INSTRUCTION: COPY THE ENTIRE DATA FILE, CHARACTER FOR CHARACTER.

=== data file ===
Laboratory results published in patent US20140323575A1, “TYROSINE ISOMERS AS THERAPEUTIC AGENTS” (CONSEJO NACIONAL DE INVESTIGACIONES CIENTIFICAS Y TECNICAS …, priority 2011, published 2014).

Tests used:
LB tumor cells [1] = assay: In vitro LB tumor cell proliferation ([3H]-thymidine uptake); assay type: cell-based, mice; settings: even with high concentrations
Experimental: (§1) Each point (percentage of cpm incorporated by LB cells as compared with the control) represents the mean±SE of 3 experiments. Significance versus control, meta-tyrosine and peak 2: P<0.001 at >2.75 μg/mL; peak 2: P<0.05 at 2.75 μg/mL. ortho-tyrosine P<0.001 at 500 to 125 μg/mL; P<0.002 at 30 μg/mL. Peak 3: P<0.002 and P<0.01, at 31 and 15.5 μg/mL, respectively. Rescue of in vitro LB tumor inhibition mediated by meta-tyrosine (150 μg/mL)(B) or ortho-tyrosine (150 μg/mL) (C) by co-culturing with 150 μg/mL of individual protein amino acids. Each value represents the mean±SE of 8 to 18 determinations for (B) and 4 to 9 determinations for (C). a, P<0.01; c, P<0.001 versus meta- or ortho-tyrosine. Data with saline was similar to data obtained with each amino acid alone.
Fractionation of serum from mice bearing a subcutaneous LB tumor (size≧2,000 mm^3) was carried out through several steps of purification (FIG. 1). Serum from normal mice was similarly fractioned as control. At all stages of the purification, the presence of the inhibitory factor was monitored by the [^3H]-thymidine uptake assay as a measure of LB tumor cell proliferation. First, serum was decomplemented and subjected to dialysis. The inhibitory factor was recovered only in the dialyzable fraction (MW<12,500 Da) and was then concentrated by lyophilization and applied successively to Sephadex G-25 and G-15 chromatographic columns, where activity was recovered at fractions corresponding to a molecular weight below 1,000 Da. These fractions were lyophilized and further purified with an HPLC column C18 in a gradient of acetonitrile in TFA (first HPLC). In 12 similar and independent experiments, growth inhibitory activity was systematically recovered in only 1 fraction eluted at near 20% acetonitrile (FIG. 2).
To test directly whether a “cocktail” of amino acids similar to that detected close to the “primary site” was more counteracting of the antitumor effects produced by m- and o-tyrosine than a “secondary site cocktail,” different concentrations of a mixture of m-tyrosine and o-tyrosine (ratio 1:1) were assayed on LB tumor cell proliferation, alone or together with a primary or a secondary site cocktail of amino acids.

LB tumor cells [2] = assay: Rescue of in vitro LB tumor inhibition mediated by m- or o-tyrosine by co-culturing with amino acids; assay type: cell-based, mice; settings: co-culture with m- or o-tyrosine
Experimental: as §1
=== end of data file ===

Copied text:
Laboratory results published in patent US20140323575A1, “TYROSINE ISOMERS AS THERAPEUTIC AGENTS” (CONSEJO NACIONAL DE INVESTIGACIONES CIENTIFICAS Y TECNICAS …, priority 2011, published 2014).

Tests used:
LB tumor cells [1] = assay: In vitro LB tumor cell proliferation ([3H]-thymidine uptake); assay type: cell-based, mice; settings: even with high concentrations
Experimental: (§1) Each point (percentage of cpm incorporated by LB cells as compared with the control) represents the mean±SE of 3 experiments. Significance versus control, meta-tyrosine and peak 2: P<0.001 at >2.75 μg/mL; peak 2: P<0.05 at 2.75 μg/mL. ortho-tyrosine P<0.001 at 500 to 125 μg/mL; P<0.002 at 30 μg/mL. Peak 3: P<0.002 and P<0.01, at 31 and 15.5 μg/mL, respectively. Rescue of in vitro LB tumor inhibition mediated by meta-tyrosine (150 μg/mL)(B) or ortho-tyrosine (150 μg/mL) (C) by co-culturing with 150 μg/mL of individual protein amino acids. Each value represents the mean±SE of 8 to 18 determinations for (B) and 4 to 9 determinations for (C). a, P<0.01; c, P<0.001 versus meta- or ortho-tyrosine. Data with saline was similar to data obtained with each amino acid alone.
Fractionation of serum from mice bearing a subcutaneous LB tumor (size≧2,000 mm^3) was carried out through several steps of purification (FIG. 1). Serum from normal mice was similarly fractioned as control. At all stages of the purification, the presence of the inhibitory factor was monitored by the [^3H]-thymidine uptake assay as a measure of LB tumor cell proliferation. First, serum was decomplemented and subjected to dialysis. The inhibitory factor was recovered only in the dialyzable fraction (MW<12,500 Da) and was then concentrated by lyophilization and applied successively to Sephadex G-25 and G-15 chromatographic columns, where activity was recovered at fractions corresponding to a molecular weight below 1,000 Da. These fractions were lyophilized and further purified with an HPLC column C18 in a gradient of acetonitrile in TFA (first HPLC). In 12 similar and independent experiments, growth inhibitory activity was systematically recovered in only 1 fraction eluted at near 20% acetonitrile (FIG. 2).
To test directly whether a “cocktail” of amino acids similar to that detected close to the “primary site” was more counteracting of the antitumor effects produced by m- and o-tyrosine than a “secondary site cocktail,” different concentrations of a mixture of m-tyrosine and o-tyrosine (ratio 1:1) were assayed on LB tumor cell proliferation, alone or together with a primary or a secondary site cocktail of amino acids.

LB tumor cells [2] = assay: Rescue of in vitro LB tumor inhibition mediated by m- or o-tyrosine by co-culturing with amino acids; assay type: cell-based, mice; settings: co-culture with m- or o-tyrosine
Experimental: as §1